Carnivorous plants are plants that get their nutrients by trapping and digesting insects and other small animals. They are typically found in areas with very poor nitrogen-depleted soils.
There are three main types of carnivorous plants: traps, tubes, and sticky surfaces. Traps include our own North Carolina Venus flytrap, which capture insects by opening and closing a jaw-like mechanism. Plants with sticky surfaces include the butterworts and the sundews. Tubes include the pitcher plants and the tropical pitcher plants. Both groups use color to attract insects down a long tube, from which they can’t get out.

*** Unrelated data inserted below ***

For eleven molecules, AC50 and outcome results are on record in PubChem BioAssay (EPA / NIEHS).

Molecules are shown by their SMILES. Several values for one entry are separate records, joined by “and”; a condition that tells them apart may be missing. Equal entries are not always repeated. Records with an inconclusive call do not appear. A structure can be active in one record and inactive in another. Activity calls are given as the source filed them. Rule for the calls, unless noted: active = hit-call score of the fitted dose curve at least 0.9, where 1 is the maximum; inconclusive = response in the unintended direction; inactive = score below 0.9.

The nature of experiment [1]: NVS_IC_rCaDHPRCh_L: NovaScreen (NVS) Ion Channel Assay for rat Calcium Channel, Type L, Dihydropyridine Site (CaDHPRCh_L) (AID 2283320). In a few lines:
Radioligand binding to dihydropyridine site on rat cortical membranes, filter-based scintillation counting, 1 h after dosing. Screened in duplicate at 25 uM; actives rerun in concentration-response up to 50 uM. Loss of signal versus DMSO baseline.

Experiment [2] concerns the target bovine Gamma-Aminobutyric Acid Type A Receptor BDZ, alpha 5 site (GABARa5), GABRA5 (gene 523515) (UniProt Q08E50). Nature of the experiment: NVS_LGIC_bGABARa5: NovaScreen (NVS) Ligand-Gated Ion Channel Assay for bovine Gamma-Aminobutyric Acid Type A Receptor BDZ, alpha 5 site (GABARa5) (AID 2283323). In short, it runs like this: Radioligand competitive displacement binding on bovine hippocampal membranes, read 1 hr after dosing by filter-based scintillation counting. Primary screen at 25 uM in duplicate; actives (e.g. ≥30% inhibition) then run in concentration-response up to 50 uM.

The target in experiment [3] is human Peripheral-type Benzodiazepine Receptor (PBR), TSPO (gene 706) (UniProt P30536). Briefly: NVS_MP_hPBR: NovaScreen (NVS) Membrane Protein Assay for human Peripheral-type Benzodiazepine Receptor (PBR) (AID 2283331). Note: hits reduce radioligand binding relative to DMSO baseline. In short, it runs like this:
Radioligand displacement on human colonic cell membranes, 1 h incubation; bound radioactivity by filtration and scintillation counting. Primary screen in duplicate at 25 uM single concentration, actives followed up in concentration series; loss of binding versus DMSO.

Pitcher plants are an example of convergent evolution. Tropical pitcher plants are native to Southeast Asia, and belong to a completely different family than our North Carolinian pitcher plants. Both groups arrived at a similar solution (the tube) to a similar problem (lack of nutrients), through two completely different evolutionary pathways.